But, and here’s where you’re able to begin putting a strong candidate plan together, midsized companies tend to have a team of 10-12 individuals in their accounting teams. In those teams, they’ll have some key skilled and experienced staff and a smaller pool of accountants with varying degrees of experience and skills.

And it’s within that gap where you can aim to establish yourself as the perfect candidate for the role in question.

Getting noticed the right way

So, you’re now fully aware of the benefits a medium-scale business can offer and the general structures of different-sized accounting departments. You’re even fully aware of what a company of this size is in dire need of when hiring new staff.

We’ve done the heavy lifting for you here, so all that’s left for you to do is add make the next 3 simple but effective steps to get noticed and make yourself the perfect potential candidate.

Step 1: Do your research

A midsize accounting role needs someone with the ability to manually handle tasks and the knowledge of how accounts software works too. Take some time to research the history of the company in question.

Scour their content and social media posts for clues about the software they use. Make sure you’re well-versed in that system before going further.

Step 2: Look for a need you can fill

The next step is to visit the team sections on their website and LinkedIn pages. From there, you’ll be able to get a better idea of how their accounting structure works, how many team members they have, and where your skills would be of use within those gaps.

Step 3: Get on their radars

Now that you’ve ensured you know the software they use, and you understand the needs of a medium-sized company, you can highlight those selling points on your application and stand out from the rest of the applicants.

Mastering the art of the interview

If you reach the interview stage for an accounting position, you can expect some in-depth questioning, a lot of deliberation, and several stages you’ll need to get through.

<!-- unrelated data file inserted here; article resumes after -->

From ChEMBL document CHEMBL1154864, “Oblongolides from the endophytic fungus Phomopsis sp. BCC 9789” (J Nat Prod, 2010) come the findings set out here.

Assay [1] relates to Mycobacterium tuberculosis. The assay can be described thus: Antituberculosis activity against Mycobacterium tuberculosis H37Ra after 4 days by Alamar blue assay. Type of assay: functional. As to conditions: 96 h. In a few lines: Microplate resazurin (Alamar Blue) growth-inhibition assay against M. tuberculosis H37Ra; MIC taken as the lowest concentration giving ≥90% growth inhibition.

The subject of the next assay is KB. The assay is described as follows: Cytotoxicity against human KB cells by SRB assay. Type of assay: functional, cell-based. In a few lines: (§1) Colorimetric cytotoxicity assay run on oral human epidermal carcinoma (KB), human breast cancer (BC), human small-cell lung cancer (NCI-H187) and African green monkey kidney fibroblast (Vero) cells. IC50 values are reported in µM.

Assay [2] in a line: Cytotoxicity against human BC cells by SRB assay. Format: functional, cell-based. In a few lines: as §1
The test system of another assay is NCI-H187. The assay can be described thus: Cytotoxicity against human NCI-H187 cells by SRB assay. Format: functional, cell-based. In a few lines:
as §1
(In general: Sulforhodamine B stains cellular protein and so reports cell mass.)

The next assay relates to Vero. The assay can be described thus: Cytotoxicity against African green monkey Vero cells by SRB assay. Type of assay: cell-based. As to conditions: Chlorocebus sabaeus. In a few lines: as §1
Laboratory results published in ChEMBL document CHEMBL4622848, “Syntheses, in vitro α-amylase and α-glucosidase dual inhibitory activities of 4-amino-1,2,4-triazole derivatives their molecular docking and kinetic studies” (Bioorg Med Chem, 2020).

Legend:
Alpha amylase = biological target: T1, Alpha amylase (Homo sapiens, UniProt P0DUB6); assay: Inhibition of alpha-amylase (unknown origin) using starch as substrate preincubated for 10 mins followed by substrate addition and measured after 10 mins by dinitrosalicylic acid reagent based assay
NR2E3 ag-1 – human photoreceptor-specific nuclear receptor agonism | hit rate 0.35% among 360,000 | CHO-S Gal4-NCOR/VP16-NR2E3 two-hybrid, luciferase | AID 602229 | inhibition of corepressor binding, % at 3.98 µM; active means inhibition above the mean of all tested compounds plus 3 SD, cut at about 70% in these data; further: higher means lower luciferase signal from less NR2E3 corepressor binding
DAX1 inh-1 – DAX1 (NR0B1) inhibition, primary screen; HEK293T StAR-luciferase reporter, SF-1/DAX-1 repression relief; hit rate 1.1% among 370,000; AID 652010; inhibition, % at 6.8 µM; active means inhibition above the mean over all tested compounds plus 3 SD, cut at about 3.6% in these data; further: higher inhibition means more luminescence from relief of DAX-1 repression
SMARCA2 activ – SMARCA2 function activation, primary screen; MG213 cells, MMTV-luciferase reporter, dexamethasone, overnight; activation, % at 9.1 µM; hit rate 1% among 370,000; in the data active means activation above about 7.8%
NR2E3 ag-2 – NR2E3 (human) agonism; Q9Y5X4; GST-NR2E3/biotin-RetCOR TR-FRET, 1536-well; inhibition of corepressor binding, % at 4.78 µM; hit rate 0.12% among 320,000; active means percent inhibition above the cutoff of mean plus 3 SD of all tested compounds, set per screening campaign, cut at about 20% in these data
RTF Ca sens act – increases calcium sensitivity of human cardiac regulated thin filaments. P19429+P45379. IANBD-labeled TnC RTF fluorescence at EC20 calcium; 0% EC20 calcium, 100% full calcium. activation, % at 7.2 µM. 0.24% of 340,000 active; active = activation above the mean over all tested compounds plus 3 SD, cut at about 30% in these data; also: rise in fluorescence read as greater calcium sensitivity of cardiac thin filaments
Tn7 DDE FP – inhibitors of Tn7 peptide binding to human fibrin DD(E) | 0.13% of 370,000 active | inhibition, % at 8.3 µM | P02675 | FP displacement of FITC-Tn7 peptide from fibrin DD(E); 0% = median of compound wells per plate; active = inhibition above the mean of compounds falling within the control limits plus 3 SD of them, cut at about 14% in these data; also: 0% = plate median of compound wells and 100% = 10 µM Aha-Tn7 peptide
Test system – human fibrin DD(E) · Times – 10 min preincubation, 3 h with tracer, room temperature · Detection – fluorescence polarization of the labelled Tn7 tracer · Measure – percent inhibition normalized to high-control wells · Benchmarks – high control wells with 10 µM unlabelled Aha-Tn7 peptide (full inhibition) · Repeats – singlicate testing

Why? Because these are the kind of companies that need to be certain they’re choosing the perfect candidate. Just as you’re trying to discover that dream role, they’re gauging how you’d fit into their close-knit accounting team.

Tips on how to dress and act during a job interview are a dime a dozen, and you know them all already. So instead, here are some questions you could ask during the interview to show that you care about the role and want to become an integral part of the company.

  • Do you contract out your tax filing? Is there any prep work your staff complete for it if so?
  • How often do you conduct or receive internal and external audits?
  • Are you currently issuing reports weekly, monthly, quarterly, or annually?
  • What’s the biggest issue in the department? What could I do to help?
  • Is there anything that makes you feel like I wouldn’t be a good fit for this position?

Be sure to leave the bottom question until last, and use it as an opportunity to elaborate on your knowledge of their systems and processes, as well as your desire for responsibility and the chance to grow and progress in a midsize company.

Following up

Within 24 hours of your interview, be sure to send a brief but polite follow-up message. In that message be sure to cover the following 3 things:

  • Politely ask for constructive feedback
  • Reiterate how much the role means to you
  • Thank them for their time

After that, avoid being too pushy, and leave things there until you hear from them again with an update on your application.

Keeping a line of communication open

Whether you’re successful in those final stages or not, it’s always a good idea to keep in communication with the people you engaged with. There are a lot of tips and guides out there about nailing your dream role the first time, and while there’s nothing wrong with that, the majority of us are going to have to bide our time until that perfect role pops us again.

That’s why all of your preparation and planning shouldn’t be thrown away and deemed a failure if you don’t land your accounting job immediately. These things, like anything worth having in life, inevitably take time. But if you can stay positive and follow these steps listed above, you’ll be setting yourself up for a future that’s right for you, and in the right midsized company for your specific goals.